Thursday, July 12, 2007

Unhappy? Just Kill Yourself (with Help!)

LifeSite News writes about the push to legalize assisted suicide for the unhappy:

One of America's most prestigious bioethics journals has recently published an article questioning the policies currently in place across the world that prevent access to euthanasia for the clinically depressed.

In the May-June issue of the Hastings Center Report, Jacob Appel, a university professor from Providence, R.I., refers to the 1994 Death with Dignity Act in Oregon as well as California's Compassionate Choices Act that was approved this March. Noting the high tolerance for euthanasia in Europe, Appel cites the famous case in Switzerland last November when the Federal High Court of Lausanne ruled that euthanasia should be accessible for mentally depressed patients.

The case involved a 53-year old man who had previously tried to commit suicide twice. Backed by Dignitas, he argued a "right to self-determination" under Article 8 of the European Convention on Human Rights. The court ruled that "incurable, permanent, severe psychological disorders" were sufficient reason to allow a person to commit suicide. Similarly, in 1993 the Dutch Supreme Court refused to penalize psychiatrist Boudewijn Chabot for assisting a chronically depressed patient, fifty-year old Hilly Bosscher, to commit suicide.

After providing these examples, Appel goes on to argue that assisted suicide may be a "rational" decision for sufferers of psychological illnesses, even if there is some promise of a possible cure in the future. Appel writes, "If the offer is that an effective treatment may eventually be found, but a person will have to suffer for some decades more until that happens, then it might still be rational to prefer suicide."

He also addressed the "competence of the decision maker," saying, "If the values championed by assisted suicide advocates are maximization of autonomy and minimization of suffering-even when they conflict with the extension of life-then it follows that chronically depressed, competent individuals would be ideal candidates for the procedure."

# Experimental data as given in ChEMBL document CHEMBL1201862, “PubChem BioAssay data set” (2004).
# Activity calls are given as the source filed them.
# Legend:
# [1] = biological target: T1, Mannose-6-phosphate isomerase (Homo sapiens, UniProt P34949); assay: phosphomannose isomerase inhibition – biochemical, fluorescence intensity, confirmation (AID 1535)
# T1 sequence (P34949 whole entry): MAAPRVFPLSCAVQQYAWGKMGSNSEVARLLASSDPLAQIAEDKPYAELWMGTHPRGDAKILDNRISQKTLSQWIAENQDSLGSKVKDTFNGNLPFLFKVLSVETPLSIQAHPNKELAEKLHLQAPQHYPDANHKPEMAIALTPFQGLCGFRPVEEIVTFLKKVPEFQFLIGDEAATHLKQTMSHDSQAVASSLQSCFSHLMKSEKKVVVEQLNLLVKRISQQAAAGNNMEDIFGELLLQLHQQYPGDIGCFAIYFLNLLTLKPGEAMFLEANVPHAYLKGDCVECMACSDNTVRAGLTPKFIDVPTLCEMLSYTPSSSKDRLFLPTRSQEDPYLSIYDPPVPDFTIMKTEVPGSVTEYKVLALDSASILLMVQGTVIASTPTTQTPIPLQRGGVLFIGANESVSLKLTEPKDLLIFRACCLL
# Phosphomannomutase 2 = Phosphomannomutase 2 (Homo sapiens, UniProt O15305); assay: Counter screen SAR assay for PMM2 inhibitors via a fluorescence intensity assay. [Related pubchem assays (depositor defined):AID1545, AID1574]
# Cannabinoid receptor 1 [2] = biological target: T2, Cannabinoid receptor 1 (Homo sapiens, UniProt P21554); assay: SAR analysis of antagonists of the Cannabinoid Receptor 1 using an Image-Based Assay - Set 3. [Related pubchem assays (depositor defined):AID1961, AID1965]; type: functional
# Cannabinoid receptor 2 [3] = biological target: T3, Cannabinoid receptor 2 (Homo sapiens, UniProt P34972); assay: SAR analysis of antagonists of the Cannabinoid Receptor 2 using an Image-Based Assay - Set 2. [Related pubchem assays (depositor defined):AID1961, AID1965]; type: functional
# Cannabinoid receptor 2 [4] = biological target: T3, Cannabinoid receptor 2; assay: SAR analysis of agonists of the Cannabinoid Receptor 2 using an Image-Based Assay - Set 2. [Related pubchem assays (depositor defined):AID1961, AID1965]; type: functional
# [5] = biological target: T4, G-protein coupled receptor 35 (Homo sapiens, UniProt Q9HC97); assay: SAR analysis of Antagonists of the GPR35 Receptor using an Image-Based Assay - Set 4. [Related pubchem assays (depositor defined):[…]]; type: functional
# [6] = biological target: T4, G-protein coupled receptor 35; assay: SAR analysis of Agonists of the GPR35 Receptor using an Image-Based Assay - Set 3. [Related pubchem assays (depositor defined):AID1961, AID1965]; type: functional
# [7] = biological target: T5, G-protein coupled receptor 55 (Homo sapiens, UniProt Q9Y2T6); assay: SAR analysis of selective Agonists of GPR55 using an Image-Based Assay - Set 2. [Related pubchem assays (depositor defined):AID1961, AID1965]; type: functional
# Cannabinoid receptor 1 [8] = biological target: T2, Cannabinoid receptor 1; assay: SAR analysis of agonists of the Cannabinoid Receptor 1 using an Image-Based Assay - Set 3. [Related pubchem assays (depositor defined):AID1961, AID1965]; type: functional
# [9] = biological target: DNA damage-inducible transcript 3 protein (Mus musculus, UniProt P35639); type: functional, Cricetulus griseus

Quoting the Swiss Court decision, he states, "We are entering an era during which psychiatric patients do not need to be protected, but empowered. Our goal should be to maximize the options available to the mentally ill."

I don’t think we have to worry about empowering the insane; they seemto be the ones running Western society these days. Part of that insanity centers around the notion that suffering renders life unworthy of being lived. That is a perfectly logical conclusion in an atheistic world, where suffering is merely pain and can provide no value. One is forced to contrast, however, the death of Mr. Bosscher with the death of the late Pope John Paul II – or for that matter, of Christ on the Cross. Ultimately, the question is, "To whom do I belong? To myself? Or to God?" The answer to that question determines one's attitude toward assisted suicide. It also, I'm afraid, determines one's eternal destination.

Satan has gotten much more sophisticated. In the 1930’s and 40’s, Hitler rounded up the physically and mentally infirm and executed them, earning the condemnation of the world. Seventy years later, we have convinced the physically and mentally infirm to kill themselves, with the smiling approval of society, and without the expense of rounding them up. Score one for Old Nick.